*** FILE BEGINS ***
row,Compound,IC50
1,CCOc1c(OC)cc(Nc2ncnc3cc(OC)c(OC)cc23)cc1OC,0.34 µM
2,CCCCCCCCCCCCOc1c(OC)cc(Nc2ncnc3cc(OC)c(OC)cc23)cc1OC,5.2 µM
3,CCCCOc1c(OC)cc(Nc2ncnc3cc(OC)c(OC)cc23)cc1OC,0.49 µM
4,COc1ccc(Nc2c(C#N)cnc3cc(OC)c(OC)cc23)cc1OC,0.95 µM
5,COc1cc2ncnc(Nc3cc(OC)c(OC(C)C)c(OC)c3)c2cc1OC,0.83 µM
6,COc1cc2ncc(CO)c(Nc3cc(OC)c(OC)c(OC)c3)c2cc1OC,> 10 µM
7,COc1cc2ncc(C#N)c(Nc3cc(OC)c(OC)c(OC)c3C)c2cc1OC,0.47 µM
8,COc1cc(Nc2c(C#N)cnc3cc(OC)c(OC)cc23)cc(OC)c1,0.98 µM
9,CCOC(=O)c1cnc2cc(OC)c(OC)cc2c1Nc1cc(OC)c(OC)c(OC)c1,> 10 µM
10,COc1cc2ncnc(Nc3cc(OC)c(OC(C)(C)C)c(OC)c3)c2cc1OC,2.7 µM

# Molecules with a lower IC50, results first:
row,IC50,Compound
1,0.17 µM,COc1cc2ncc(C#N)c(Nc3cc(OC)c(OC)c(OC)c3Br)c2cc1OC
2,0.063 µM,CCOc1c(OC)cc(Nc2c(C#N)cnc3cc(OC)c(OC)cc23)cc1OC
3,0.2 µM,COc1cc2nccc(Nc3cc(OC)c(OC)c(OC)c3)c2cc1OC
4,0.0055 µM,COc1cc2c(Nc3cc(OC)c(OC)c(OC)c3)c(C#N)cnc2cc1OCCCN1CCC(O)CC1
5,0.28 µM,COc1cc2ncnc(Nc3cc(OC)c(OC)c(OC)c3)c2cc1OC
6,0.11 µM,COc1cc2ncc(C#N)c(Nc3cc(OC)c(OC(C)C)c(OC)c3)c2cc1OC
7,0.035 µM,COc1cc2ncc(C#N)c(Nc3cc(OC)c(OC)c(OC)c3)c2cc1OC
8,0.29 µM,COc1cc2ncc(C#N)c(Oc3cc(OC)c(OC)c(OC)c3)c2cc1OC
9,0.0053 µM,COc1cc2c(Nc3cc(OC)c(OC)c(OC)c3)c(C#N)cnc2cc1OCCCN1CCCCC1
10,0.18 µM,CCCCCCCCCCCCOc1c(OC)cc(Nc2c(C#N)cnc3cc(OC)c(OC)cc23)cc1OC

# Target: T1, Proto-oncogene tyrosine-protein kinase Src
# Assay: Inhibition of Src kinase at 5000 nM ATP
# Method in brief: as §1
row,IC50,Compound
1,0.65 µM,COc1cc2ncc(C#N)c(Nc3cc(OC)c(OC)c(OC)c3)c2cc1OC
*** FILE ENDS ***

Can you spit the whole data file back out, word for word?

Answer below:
row,Compound,IC50
1,CCOc1c(OC)cc(Nc2ncnc3cc(OC)c(OC)cc23)cc1OC,0.34 µM
2,CCCCCCCCCCCCOc1c(OC)cc(Nc2ncnc3cc(OC)c(OC)cc23)cc1OC,5.2 µM
3,CCCCOc1c(OC)cc(Nc2ncnc3cc(OC)c(OC)cc23)cc1OC,0.49 µM
4,COc1ccc(Nc2c(C#N)cnc3cc(OC)c(OC)cc23)cc1OC,0.95 µM
5,COc1cc2ncnc(Nc3cc(OC)c(OC(C)C)c(OC)c3)c2cc1OC,0.83 µM
6,COc1cc2ncc(CO)c(Nc3cc(OC)c(OC)c(OC)c3)c2cc1OC,> 10 µM
7,COc1cc2ncc(C#N)c(Nc3cc(OC)c(OC)c(OC)c3C)c2cc1OC,0.47 µM
8,COc1cc(Nc2c(C#N)cnc3cc(OC)c(OC)cc23)cc(OC)c1,0.98 µM
9,CCOC(=O)c1cnc2cc(OC)c(OC)cc2c1Nc1cc(OC)c(OC)c(OC)c1,> 10 µM
10,COc1cc2ncnc(Nc3cc(OC)c(OC(C)(C)C)c(OC)c3)c2cc1OC,2.7 µM

# Molecules with a lower IC50, results first:
row,IC50,Compound
1,0.17 µM,COc1cc2ncc(C#N)c(Nc3cc(OC)c(OC)c(OC)c3Br)c2cc1OC
2,0.063 µM,CCOc1c(OC)cc(Nc2c(C#N)cnc3cc(OC)c(OC)cc23)cc1OC
3,0.2 µM,COc1cc2nccc(Nc3cc(OC)c(OC)c(OC)c3)c2cc1OC
4,0.0055 µM,COc1cc2c(Nc3cc(OC)c(OC)c(OC)c3)c(C#N)cnc2cc1OCCCN1CCC(O)CC1
5,0.28 µM,COc1cc2ncnc(Nc3cc(OC)c(OC)c(OC)c3)c2cc1OC
6,0.11 µM,COc1cc2ncc(C#N)c(Nc3cc(OC)c(OC(C)C)c(OC)c3)c2cc1OC
7,0.035 µM,COc1cc2ncc(C#N)c(Nc3cc(OC)c(OC)c(OC)c3)c2cc1OC
8,0.29 µM,COc1cc2ncc(C#N)c(Oc3cc(OC)c(OC)c(OC)c3)c2cc1OC
9,0.0053 µM,COc1cc2c(Nc3cc(OC)c(OC)c(OC)c3)c(C#N)cnc2cc1OCCCN1CCCCC1
10,0.18 µM,CCCCCCCCCCCCOc1c(OC)cc(Nc2c(C#N)cnc3cc(OC)c(OC)cc23)cc1OC

# Target: T1, Proto-oncogene tyrosine-protein kinase Src
# Assay: Inhibition of Src kinase at 5000 nM ATP
# Method in brief: as §1
row,IC50,Compound
1,0.65 µM,COc1cc2ncc(C#N)c(Nc3cc(OC)c(OC)c(OC)c3)c2cc1OC